that much volume into the ear you run the
risk of having feed back and that’s when the
sound that leaks out of the ear recycles back
through the microphones and creates that squealing, that annoying squealing sound that you might hear. And if you are able to put the microphones of a hearing aid behind the ear rather than in the ear that sound
has to travel further in order to get it to
feed back which means that you’re less likely to
experience feed back with the behind the ear device than you are form an in the ear device. And pro number seven is that they’re become more rechargeable. The behind the ear devices a lot of the manufacturers having been making them more rechargeable,
some of them they have a special battery that you can put in them and put in a charger, others have a completely in cased battery inside of the hearing aid that you would put on the charger and from the stand point of if you have dexterity
issues with your fingers or you just don’t like
the idea of using all of those throw away batteries then having a rechargeable options really nice and it’s something you just can’t get with an in the ear option as of yet. Okay let’s go on to the cons of behind the ear devices so con number one is that they are a little bit more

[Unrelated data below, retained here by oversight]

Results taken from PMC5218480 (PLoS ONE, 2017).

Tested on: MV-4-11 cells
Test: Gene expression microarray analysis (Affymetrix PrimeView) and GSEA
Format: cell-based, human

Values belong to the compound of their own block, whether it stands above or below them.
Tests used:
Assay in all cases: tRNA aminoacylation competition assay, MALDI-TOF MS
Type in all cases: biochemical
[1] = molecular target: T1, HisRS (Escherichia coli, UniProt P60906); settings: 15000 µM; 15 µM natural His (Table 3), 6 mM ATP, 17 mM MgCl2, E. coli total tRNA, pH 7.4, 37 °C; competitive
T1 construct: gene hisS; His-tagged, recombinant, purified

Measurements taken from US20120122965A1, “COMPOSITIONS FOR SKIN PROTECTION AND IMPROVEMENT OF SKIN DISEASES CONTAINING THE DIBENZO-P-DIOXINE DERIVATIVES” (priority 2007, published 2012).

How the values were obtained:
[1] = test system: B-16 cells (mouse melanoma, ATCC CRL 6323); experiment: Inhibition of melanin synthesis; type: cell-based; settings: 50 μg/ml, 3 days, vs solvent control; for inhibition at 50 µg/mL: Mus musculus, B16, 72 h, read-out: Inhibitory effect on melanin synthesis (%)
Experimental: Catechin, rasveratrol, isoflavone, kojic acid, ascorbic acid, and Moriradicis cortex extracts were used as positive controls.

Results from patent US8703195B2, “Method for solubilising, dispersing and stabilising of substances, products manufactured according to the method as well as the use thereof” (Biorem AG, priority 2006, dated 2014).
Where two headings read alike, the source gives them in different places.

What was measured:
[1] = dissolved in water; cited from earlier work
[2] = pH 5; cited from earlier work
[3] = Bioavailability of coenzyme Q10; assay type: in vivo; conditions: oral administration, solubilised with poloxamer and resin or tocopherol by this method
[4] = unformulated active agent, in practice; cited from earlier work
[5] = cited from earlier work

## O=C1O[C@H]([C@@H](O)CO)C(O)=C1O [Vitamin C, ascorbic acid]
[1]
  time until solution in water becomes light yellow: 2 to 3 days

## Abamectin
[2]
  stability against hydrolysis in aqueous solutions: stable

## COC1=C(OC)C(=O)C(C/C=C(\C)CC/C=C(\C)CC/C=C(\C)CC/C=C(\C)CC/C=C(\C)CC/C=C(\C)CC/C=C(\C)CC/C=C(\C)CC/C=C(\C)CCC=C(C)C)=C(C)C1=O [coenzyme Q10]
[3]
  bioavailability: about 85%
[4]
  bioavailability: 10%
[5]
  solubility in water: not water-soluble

detectable form a visual stand point than an invisible
in the canal hearing aid. Now while it really
depends on how much hair that you have on you’re
head and around your ears a behind the ear device can be completely invisible but if you
have really short hair people will be able to see
the behind the ear devices. Con number two is it does have the potential to either irritate the top of your ear or
interfere with your glasses. You generally don’t see irritation, you generally don’t see it bothering with glasses but every once in
awhile there’s a situation where someone just doesn’t
have enough space between their skull and their
ear and trying to get a hearing aid and eyeglass arms in the same little space doesn’t work so they won’t necessarily work for everybody, it really depends on
your individual anatomy. Con number three is that the telephone can actually be a little
but more tricky or difficult with a behind the ear
device if that device doesn’t have direct
connectivity with your phone. And the reason is is because when you hold the phone up to the center of your ear that’s not where the microphones are, the microphones are
actually on top of your ear so you might feel like
you’re actually holding the phone in a weird way and that can be a little off putting in some scenarios but when you do hold the phone up a little bit higher you actually
still can hear through a behind the ear device as long as you’re comfortable with doing that. Okay that finishes up
the pros and cons for behind the ear device, now let’s go into the pros of a in the ear device. Pro number one is ease of insertion. Custom molded devices,
particularly the larger custom molded devices are much
easier to get into your ear. They’re custom molded,
there’s only one way that they can go in, and
it’s almost like when you sink your hand into